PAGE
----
A scandal-plagued community north of Montreal will no longer be subject to government trusteeship and will be able to resume making its own decisions next month.
Laval was placed under trusteeship in June following testimony at Quebec's corruption inquiry alleged that almost every sitting councillor took part in illegal party financing.
The city is the third-largest in Quebec and ranks No. 13 in Canada.
Its political class has been hit hard as of late – the city had three mayors in the span of a year, with two of them resigning in disgrace.
Long-serving former mayor Gilles Vaillancourt is facing gangsterism charges while Alexandre Duplessis was forced to resign over a controversy involving an escort, among other scandals.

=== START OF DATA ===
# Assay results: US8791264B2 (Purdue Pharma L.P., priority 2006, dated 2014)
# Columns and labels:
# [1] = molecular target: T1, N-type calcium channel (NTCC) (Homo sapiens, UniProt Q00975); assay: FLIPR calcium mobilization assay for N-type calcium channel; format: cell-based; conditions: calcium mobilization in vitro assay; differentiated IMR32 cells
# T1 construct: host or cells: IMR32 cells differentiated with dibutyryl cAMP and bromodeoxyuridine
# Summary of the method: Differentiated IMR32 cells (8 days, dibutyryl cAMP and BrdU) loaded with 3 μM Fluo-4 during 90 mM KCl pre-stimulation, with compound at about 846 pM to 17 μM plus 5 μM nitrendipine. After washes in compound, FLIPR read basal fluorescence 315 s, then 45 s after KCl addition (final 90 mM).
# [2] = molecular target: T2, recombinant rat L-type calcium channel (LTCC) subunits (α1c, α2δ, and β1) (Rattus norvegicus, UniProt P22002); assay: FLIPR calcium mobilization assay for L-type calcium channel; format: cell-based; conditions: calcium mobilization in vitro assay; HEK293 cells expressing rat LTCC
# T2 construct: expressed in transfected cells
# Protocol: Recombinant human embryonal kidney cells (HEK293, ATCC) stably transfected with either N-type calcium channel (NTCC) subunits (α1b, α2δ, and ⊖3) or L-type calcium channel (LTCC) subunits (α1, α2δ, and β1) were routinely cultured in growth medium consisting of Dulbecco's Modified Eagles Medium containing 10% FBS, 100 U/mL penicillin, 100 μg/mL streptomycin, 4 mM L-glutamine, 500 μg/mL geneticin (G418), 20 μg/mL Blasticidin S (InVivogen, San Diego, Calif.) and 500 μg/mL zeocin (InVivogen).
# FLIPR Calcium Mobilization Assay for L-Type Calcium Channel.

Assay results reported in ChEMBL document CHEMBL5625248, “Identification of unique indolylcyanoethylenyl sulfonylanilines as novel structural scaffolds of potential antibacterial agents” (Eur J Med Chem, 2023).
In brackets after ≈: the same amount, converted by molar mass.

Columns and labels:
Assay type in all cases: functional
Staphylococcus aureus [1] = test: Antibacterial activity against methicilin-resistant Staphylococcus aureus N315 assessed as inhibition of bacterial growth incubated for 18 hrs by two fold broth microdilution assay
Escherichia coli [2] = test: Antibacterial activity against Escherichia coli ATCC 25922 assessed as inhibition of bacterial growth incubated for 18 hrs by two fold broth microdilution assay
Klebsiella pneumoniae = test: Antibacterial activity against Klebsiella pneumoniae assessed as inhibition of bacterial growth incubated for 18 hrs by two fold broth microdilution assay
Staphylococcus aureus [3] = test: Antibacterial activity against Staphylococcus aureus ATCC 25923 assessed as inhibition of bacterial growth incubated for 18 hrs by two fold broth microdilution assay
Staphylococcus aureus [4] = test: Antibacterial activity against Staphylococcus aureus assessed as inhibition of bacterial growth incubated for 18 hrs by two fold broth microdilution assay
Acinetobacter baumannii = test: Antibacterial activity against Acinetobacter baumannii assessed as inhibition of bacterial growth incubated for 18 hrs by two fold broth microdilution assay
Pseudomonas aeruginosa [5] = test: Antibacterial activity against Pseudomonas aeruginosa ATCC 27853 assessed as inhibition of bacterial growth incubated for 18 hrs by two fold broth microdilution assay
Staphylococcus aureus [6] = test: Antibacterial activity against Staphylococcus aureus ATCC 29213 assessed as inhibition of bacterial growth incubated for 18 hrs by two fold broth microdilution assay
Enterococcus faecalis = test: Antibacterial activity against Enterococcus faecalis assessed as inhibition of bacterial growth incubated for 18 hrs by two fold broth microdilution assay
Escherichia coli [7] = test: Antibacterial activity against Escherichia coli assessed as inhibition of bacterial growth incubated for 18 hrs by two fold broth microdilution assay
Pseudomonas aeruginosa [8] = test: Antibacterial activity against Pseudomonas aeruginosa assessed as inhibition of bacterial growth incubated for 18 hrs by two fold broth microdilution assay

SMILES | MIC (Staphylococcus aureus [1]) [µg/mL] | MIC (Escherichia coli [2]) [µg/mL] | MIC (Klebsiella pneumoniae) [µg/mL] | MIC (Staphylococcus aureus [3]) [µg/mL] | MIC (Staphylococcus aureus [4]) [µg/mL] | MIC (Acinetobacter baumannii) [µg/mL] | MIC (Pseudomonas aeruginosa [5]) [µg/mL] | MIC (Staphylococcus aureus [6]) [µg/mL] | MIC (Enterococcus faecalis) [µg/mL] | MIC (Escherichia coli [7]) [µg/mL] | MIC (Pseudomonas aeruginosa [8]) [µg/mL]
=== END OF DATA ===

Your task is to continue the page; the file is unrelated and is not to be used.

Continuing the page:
A Quebec municipal commission said in a statement on Monday that the decision to lift the trusteeship is based on the openness, collaboration and rigour of newly elected officials.
Earlier this month, Marc Demers was elected mayor in municipal elections, while a fresh round of councillors were also voted in.
The trusteeship was an exceptional measure that effectively meant every decision made by the local council was subject to the approval of a trio of trustees.
Trusteeship will be lifted on Dec. 9.